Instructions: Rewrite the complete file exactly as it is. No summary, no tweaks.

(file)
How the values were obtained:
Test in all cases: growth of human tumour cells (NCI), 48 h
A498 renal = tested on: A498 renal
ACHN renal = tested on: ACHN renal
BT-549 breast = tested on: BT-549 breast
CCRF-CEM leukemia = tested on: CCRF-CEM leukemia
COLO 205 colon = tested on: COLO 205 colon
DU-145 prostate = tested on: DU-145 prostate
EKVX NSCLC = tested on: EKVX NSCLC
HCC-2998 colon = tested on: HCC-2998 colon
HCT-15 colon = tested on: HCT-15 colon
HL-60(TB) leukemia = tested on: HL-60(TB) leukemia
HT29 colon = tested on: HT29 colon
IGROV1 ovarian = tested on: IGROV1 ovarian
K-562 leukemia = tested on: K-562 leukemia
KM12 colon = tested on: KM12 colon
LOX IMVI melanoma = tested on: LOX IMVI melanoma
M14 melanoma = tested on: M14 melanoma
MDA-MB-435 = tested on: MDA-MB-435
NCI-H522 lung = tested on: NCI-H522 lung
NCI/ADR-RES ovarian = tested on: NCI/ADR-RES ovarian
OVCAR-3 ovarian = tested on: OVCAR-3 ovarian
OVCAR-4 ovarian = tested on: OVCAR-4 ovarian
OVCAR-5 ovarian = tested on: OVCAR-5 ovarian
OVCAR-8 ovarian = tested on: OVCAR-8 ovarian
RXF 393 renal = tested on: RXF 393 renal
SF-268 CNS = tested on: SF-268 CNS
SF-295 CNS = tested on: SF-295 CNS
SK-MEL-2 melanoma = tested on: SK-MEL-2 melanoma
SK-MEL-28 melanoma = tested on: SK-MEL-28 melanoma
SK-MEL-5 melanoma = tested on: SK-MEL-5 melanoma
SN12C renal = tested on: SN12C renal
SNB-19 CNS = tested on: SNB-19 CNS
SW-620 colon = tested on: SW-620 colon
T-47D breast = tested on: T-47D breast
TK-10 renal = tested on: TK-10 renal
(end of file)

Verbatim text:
How the values were obtained:
Test in all cases: growth of human tumour cells (NCI), 48 h
A498 renal = tested on: A498 renal
ACHN renal = tested on: ACHN renal
BT-549 breast = tested on: BT-549 breast
CCRF-CEM leukemia = tested on: CCRF-CEM leukemia
COLO 205 colon = tested on: COLO 205 colon
DU-145 prostate = tested on: DU-145 prostate
EKVX NSCLC = tested on: EKVX NSCLC
HCC-2998 colon = tested on: HCC-2998 colon
HCT-15 colon = tested on: HCT-15 colon
HL-60(TB) leukemia = tested on: HL-60(TB) leukemia
HT29 colon = tested on: HT29 colon
IGROV1 ovarian = tested on: IGROV1 ovarian
K-562 leukemia = tested on: K-562 leukemia
KM12 colon = tested on: KM12 colon
LOX IMVI melanoma = tested on: LOX IMVI melanoma
M14 melanoma = tested on: M14 melanoma
MDA-MB-435 = tested on: MDA-MB-435
NCI-H522 lung = tested on: NCI-H522 lung
NCI/ADR-RES ovarian = tested on: NCI/ADR-RES ovarian
OVCAR-3 ovarian = tested on: OVCAR-3 ovarian
OVCAR-4 ovarian = tested on: OVCAR-4 ovarian
OVCAR-5 ovarian = tested on: OVCAR-5 ovarian
OVCAR-8 ovarian = tested on: OVCAR-8 ovarian
RXF 393 renal = tested on: RXF 393 renal
SF-268 CNS = tested on: SF-268 CNS
SF-295 CNS = tested on: SF-295 CNS
SK-MEL-2 melanoma = tested on: SK-MEL-2 melanoma
SK-MEL-28 melanoma = tested on: SK-MEL-28 melanoma
SK-MEL-5 melanoma = tested on: SK-MEL-5 melanoma
SN12C renal = tested on: SN12C renal
SNB-19 CNS = tested on: SNB-19 CNS
SW-620 colon = tested on: SW-620 colon
T-47D breast = tested on: T-47D breast
TK-10 renal = tested on: TK-10 renal